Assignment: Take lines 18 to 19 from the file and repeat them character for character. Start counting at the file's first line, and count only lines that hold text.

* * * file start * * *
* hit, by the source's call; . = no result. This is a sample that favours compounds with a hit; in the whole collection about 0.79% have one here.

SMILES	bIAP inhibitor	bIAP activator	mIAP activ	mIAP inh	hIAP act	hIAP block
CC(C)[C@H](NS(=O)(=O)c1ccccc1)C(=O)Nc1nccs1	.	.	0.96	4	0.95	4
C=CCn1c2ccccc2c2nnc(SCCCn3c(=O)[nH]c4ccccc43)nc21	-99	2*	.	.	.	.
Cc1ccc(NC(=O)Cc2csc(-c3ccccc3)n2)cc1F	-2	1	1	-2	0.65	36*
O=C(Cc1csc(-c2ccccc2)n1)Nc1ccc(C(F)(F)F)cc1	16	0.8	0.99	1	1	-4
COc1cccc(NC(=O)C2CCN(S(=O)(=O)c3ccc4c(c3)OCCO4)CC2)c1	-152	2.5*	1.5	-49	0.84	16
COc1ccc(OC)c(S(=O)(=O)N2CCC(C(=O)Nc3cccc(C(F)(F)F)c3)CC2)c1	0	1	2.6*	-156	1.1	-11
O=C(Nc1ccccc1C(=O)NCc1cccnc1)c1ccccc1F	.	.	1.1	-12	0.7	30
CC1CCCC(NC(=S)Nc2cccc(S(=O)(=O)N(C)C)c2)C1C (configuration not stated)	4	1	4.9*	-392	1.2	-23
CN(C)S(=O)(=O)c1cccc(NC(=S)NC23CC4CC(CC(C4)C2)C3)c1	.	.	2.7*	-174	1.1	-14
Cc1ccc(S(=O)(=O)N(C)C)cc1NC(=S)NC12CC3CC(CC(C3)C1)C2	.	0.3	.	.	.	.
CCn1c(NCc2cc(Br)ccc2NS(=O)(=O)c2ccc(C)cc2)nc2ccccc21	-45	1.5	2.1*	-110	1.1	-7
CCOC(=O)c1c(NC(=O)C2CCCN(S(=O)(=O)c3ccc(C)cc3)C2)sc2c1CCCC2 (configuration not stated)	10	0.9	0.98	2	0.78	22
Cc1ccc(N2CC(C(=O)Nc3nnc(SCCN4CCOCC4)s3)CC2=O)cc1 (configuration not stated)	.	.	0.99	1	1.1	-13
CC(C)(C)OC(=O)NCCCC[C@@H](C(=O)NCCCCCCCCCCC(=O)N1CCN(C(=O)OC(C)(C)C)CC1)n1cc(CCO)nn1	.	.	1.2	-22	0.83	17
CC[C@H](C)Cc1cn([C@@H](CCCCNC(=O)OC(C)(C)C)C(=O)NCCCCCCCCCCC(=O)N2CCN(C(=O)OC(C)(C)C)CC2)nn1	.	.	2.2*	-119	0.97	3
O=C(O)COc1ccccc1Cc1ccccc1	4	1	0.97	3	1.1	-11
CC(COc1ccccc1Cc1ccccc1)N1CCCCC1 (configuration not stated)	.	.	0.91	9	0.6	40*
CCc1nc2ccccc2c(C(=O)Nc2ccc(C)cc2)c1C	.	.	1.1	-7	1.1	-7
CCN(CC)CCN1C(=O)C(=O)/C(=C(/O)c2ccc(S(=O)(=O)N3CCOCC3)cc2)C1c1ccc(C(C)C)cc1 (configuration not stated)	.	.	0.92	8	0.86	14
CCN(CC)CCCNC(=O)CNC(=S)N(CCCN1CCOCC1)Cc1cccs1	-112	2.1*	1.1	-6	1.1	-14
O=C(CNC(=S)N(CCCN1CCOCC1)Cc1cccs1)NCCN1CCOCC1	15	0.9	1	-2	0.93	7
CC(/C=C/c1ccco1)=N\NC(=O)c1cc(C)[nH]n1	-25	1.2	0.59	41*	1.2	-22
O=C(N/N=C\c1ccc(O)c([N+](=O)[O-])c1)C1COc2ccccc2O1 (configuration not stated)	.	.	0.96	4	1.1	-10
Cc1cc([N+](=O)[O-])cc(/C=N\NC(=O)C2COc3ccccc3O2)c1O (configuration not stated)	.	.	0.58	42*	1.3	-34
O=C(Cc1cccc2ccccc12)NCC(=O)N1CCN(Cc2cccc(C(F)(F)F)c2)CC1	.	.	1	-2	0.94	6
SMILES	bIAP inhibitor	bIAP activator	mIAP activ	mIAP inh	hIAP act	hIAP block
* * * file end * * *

O=C(O)COc1ccccc1Cc1ccccc1	4	1	0.97	3	1.1	-11
CC(COc1ccccc1Cc1ccccc1)N1CCCCC1 (configuration not stated)	.	.	0.91	9	0.6	40*